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Annals Of Weight-Loss Gimmicks: From Bile Beans To Obesity Soap

  • An ad for La Parle Obesity Soap from 1903. The soap cost a dollar a bar.
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    An ad for La Parle Obesity Soap from 1903. The soap cost a dollar a bar.
    The Advertising Archives
  • A page of ads inside The Woman Beautiful magazine issue from June 1908.
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    A page of ads inside The Woman Beautiful magazine issue from June 1908.
    Library of Congress
  • The Graybar Stimulator, an exercise machine, sold for $59.50 in the1920s.
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    The Graybar Stimulator, an exercise machine, sold for $59.50 in the1920s.
    The Advertising Archives
  • An ad for Bile Beans, a remedy for all sorts of female complaints, contained aloin, an aloe extract with laxative properties that is no longer considered safe. Other ingredients included peppermint oil, cardamom and wheat flour.
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    An ad for Bile Beans, a remedy for all sorts of female complaints, contained aloin, an aloe extract with laxative properties that is no longer considered safe. Other ingredients included peppermint oil, cardamom and wheat flour.
    The Advertising Archives
  • When diets fail, there is always underwear. An ad from Corset and Underwear Review, March 1943.
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    When diets fail, there is always underwear. An ad from Corset and Underwear Review, March 1943.
    Library of Congress
  • A 1964 ad for a self-improvement record series promotes a psychological approach to losing weight.
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    A 1964 ad for a self-improvement record series promotes a psychological approach to losing weight.
    The Advertising Archives

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Mostly for the exercise, I ambled over to the Library of Congress Wednesday for a panel discussion on obesity and weight loss in modern times.

The event was sponsored by Weight Watchers, and a couple of the company's people spoke, but some of the most interesting bits seemed to me to be the historical perspectives on weight and weight loss.

For starters, take a look the slideshow we put together of some nutty approaches to losing weight — or concealing that you haven't. Poster-size copies of many of the images were featured at the Library of Congress. From Bile Beans, which promised to "disperse unwanted fat" and "purify and enrich the blood," to a record that was supposed to train you to dislike fattening food.

As the ads attest and Clemson University sociologist Ellen Granberg said in a presentation, "Interest in dieting and concerns about weight" surfaced a lot earlier than many of us ever would have imagined.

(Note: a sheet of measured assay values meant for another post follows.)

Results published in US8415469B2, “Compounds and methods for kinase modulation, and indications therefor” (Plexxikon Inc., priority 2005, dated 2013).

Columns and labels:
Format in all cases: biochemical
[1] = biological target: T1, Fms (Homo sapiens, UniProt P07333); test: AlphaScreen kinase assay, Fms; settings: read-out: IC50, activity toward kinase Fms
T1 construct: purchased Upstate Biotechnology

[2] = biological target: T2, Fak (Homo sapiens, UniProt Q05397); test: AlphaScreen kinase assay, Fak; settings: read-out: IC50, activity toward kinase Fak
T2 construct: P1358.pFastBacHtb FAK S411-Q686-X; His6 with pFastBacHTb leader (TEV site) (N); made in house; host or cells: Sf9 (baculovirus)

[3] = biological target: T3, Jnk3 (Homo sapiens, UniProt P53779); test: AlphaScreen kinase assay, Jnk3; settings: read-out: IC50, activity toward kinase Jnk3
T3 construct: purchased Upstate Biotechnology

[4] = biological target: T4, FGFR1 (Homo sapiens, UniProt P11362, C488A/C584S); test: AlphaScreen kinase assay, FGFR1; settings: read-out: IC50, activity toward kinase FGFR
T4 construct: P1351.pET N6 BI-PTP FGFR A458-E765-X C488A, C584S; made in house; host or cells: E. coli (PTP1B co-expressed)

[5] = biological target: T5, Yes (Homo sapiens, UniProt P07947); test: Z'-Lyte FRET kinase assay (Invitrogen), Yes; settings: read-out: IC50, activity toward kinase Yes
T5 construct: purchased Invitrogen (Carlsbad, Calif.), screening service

Early in the 20th century, the rise of labor-saving devices, advances in nutrition and a lessening of risks from infectious disease combined to influence people's views on weight and diet, she said. It was a lot easier to be plump, but it wasn't seen as desirable.

The title page of the first diet book: Letter on Corpulence, Addressed to the Public. i
Library of Congress
The title page of the first diet book: Letter on Corpulence, Addressed to the Public.
Library of Congress

The library also put on display a bunch of diet books, including one popular in the 1860s. A brisk seller in its day, the Letter On Corpulence, Addressed To The Public by Englishman William Banting offers his first-hand advice for losing weight.

Way back in August 1862, the 5-foot-5-inch Banting weighed 202 pounds. A retired businessman, Banting had been overweight for quite a while and had tried various remedies of the day. He eventually settled on a daily menu that bears some resemblance to the high-protein, low-carb diets many people favor today. He drank a lot more than the modern diets allow, though. Even then he shunned beer for wine.

Banting begins, timelessly:

Of all the parasites that affect humanity I do not know of, nor can I imagine, any more distressing than that of Obesity, and, having just emerged from a very long probation in this affliction, I am desirous of circulating my humble knowledge and experience for the benefit of my fellow man....

After recounting approaches that failed him, he provides a diet plan, starting on page 18, that finally did the trick. After a little more than a year, he dropped 46 pounds. And his regimen even included a nightcap!

Here is the Banting diet:

For breakfast, I take four or five ounces of beef, mutton, kidneys, broiled fish, bacon, or cold meat of any kind except pork; a large cup of tea (without milk or sugar), a little biscuit, or one ounce of dry toast.

For dinner, Five or six ounces of any fish except salmon, any meat except pork, any vegetable except potato, one ounce of dry toast, fruit out of a pudding, any kind of poultry or game, and two or three glasses of good claret, sherry, or Madeira — Champagne, Port and Beer forbidden.

For tea, Two or three ounces of fruit, a rusk or two, and a cup of tea without milli or sugar.

For supper, Three or four ounces of meat or fish, similar to dinner, with a glass or two of claret.

For nightcap, if required, A tumbler of grog — (gin, whisky, or brandy, without sugar) — or a glass or two of claret or sherry.

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